An upgrade to the state’s victim notification system, including a new smartphone app, will help connect those in need with services, Nevada Attorney General Adam Laxalt announced Monday.
The Victim Identification Notification Everyday program, or VINE, launched in 2000 in Clark County and allowed victims to check whether an offender was still behind bars or sign up to be notified if the offender is to be released.
“It’s an incredibly important service for our victims,” Laxalt said.
VINE operates in about 42 states, but Nevada is the first state to roll out the enhanced services.
A new smartphone app unveiled Monday will match victims with services using a simple questionnaire to identify their needs. Victims can get contact information for about 30 organizations, including Parents of Murdered Children and the Rape Crisis Center. They also can access the service online at vinelink.com.
Annette Scott, advocacy director at the Henderson-based SAFE House women’s shelter, said VINE is one of the most important tools for survivors of domestic violence.
“The resources offered are amazing,” she said. “These programs change lives, and they save lives.”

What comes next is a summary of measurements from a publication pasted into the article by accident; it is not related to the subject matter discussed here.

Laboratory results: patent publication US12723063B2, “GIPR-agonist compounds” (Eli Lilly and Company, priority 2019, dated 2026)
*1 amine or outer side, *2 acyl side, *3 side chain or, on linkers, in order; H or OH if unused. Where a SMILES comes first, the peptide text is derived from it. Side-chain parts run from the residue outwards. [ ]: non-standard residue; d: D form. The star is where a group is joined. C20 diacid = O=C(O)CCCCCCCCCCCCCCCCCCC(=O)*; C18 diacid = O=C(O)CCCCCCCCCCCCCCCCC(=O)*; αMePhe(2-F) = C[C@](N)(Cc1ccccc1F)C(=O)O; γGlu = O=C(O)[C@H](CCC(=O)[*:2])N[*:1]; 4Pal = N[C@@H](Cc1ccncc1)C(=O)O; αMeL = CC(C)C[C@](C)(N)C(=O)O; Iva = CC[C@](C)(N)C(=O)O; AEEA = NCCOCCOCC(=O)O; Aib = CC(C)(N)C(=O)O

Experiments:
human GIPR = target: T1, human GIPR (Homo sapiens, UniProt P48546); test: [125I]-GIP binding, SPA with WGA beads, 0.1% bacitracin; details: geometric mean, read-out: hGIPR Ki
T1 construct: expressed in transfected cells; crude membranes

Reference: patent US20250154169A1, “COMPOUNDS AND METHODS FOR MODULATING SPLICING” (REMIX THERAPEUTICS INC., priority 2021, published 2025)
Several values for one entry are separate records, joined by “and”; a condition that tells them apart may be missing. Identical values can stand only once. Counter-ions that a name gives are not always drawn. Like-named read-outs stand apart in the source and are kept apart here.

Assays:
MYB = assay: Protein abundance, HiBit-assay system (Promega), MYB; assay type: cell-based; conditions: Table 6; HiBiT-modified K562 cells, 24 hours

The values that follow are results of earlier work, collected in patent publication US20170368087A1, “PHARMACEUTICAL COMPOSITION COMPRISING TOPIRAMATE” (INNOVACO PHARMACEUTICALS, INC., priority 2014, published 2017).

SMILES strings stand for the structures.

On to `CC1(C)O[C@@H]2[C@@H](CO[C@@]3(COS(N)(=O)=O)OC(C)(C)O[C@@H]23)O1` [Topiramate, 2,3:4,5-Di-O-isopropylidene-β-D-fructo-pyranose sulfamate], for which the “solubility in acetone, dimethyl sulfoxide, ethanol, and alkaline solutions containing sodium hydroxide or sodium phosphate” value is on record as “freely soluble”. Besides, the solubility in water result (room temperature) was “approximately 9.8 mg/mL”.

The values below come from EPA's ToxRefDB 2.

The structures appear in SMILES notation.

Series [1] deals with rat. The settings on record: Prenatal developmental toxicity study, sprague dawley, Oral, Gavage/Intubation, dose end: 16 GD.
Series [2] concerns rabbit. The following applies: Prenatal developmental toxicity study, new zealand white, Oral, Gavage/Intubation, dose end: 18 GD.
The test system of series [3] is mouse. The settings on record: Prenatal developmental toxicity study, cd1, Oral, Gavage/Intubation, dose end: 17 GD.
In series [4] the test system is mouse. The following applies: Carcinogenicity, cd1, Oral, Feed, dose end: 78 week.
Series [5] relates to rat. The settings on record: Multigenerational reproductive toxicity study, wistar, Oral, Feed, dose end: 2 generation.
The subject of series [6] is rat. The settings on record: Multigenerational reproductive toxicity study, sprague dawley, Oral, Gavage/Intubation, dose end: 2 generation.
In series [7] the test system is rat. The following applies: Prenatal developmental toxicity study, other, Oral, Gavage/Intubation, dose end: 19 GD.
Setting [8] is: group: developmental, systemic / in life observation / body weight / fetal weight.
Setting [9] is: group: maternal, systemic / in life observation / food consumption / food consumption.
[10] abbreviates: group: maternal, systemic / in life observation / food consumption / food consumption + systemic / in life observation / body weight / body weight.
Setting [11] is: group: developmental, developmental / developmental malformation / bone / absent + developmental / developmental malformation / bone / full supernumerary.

The service is run by the public safety arm of the Louisville, Kentucky-based company Appriss. Josh Bruner, president of Appriss Safety, said VINE came together in response to the 1993 murder of Mary Byron in Louisville. She had no idea her abuser had been released from jail, and he attacked her in a parking lot.
Laxalt said he is proud of his office for seizing the opportunity to expand the free, confidential service. During this year’s legislative session, he was a vocal proponent of the Marsy’s Law bill of rights for victims, which will appear on the 2018 ballot.
Contact Wesley Juhl at email@example.com and 702-383-0391. Follow @WesJuhl on Twitter.